Social media giant Facebook has announced the suspension of 65 Instagram accounts, 138 Facebook pages and 70 Facebook accounts which are under the control of the Internet Research Agency, a troll farm linked to the Kremlin. This was announced by the chief security officer of the social network, Alex Stamos. Additionally the social media giant also got rid of ads that were linked to the troll farm.
Stamos also revealed that identifying the pages belonging to the Internet Research Agency took months. According to Stamos 95% of the accounts which have now been removed were in the Russian language and were aimed at either Russians or speakers of the language in neighboring countries such as Ukraine, Uzbekistan and Azerbaijan. Since the beginning of 2015 the accounts and pages which have been taken down spent approximately $167,000 on ads.
Acts of deception and manipulation
The chief executive officer of Facebook, Mark Zuckerberg, also wrote in a post saying that the Russian troll farm deceived and manipulated people across the United States and Europe and the social media giant will not tolerate its activities on the platform.
After Facebook took down the pages and accounts, U.S. Senator Mark Warner, Democrat of Virginia, hailed the moved by the social media giant and added that more work needed to be done to counter the influence of the Internet Research Agency around the globe.
“Today’s disclosure of more IRA-linked accounts is evidence that the Kremlin continues to exploit platforms like Facebook to sow division, spread disinformation, and influence political debates around the globe,” saidWarner.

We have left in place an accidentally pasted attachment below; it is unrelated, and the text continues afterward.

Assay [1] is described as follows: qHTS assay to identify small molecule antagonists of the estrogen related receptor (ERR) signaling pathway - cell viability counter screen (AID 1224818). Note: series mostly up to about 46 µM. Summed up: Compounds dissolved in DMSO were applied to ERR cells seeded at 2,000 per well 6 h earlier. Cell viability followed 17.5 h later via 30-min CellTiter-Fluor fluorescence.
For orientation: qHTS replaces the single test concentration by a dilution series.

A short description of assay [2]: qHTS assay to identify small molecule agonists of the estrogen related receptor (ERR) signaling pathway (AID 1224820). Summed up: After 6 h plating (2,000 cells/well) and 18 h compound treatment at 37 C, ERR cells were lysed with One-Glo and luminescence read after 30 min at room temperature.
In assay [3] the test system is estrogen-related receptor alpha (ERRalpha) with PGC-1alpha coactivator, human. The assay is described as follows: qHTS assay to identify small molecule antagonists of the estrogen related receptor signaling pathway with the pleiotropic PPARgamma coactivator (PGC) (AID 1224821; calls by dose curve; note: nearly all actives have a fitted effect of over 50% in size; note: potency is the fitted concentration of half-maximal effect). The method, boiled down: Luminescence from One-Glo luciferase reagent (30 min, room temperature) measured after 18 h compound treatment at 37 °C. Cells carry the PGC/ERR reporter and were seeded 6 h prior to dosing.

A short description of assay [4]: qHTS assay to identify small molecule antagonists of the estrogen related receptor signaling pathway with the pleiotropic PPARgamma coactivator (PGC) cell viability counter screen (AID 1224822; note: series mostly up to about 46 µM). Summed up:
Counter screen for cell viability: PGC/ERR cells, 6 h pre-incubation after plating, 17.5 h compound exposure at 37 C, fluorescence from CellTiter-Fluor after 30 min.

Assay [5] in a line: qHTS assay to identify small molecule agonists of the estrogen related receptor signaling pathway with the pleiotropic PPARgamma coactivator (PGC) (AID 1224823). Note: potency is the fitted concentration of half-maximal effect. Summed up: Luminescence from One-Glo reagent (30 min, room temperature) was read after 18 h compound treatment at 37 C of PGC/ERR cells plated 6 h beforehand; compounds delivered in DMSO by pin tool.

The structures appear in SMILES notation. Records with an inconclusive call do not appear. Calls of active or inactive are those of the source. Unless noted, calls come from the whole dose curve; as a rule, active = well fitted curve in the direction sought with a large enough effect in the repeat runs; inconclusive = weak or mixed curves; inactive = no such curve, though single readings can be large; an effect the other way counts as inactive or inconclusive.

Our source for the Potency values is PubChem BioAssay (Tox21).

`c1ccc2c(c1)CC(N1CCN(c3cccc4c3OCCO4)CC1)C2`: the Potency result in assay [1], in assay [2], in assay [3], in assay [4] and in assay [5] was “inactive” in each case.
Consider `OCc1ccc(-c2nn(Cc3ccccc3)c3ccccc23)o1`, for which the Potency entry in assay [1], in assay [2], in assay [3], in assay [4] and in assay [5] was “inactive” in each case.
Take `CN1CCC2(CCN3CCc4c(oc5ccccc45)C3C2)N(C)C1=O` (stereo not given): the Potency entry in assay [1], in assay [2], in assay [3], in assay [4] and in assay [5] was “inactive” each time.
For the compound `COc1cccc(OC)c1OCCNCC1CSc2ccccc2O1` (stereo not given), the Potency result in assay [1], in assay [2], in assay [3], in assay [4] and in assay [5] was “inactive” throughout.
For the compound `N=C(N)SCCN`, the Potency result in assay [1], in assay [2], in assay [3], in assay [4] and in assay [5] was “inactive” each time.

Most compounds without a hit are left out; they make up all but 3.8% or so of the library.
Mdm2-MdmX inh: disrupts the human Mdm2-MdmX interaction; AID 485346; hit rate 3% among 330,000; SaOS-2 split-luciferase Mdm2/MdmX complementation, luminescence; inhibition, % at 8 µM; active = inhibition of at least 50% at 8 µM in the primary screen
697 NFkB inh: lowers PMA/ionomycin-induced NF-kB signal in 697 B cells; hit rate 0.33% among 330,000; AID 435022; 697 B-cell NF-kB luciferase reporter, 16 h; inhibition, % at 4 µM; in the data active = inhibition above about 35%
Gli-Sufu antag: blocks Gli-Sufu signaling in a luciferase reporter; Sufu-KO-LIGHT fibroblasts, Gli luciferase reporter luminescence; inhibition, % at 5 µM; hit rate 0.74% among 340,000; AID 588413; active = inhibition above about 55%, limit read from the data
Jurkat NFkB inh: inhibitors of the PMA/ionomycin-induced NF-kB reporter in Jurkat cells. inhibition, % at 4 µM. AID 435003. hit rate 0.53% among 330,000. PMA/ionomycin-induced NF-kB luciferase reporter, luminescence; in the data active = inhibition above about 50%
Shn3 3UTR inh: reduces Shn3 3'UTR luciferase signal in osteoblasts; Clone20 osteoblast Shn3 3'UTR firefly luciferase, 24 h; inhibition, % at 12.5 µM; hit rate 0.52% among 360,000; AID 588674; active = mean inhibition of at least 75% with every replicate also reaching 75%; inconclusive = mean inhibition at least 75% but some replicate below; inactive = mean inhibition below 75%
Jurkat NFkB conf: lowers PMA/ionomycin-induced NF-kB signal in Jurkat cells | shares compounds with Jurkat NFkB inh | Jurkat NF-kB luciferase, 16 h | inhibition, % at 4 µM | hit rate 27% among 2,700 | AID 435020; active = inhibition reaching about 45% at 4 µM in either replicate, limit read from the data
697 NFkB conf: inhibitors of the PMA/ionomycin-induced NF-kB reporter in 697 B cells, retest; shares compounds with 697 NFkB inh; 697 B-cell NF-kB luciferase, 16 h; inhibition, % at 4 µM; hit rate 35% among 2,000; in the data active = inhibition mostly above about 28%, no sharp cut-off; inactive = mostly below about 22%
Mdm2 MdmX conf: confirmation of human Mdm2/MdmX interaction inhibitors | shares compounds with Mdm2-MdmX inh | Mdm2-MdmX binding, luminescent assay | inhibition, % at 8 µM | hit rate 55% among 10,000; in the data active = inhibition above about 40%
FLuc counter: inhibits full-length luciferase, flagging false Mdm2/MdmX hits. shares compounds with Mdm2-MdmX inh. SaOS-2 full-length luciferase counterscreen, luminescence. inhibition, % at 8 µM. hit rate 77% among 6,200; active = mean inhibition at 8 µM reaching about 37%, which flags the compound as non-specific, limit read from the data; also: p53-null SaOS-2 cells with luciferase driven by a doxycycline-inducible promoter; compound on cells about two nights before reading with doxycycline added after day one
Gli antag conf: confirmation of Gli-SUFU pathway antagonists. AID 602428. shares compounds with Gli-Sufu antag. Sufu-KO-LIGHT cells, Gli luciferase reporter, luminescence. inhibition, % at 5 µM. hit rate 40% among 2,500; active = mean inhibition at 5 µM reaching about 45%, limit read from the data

EU data privacy laws
This comes in the wake of Zuckerberg telling Reuters that Facebook did not have any immediate plans of applying data privacy laws that are set to come into force in the European Union next month to other parts of the globe. In a telephone interview Zuckerberg said the social network was in compliance with regards to many sections of the EU law.
Known as GDPR – General Data Protection Regulation, the EU law on online privacy gives Europeans the right of knowing the data that has been collected about them and stored. It also empowers them to have that data deleted. Since the internet came into being, the GDPR is the biggest online privacy overhaul.
Other tech firms such as Apple have indicated that they intend to give U.S. citizens and residents as well as people in other parts of the world the same rights and protections that the Europeans will soon have.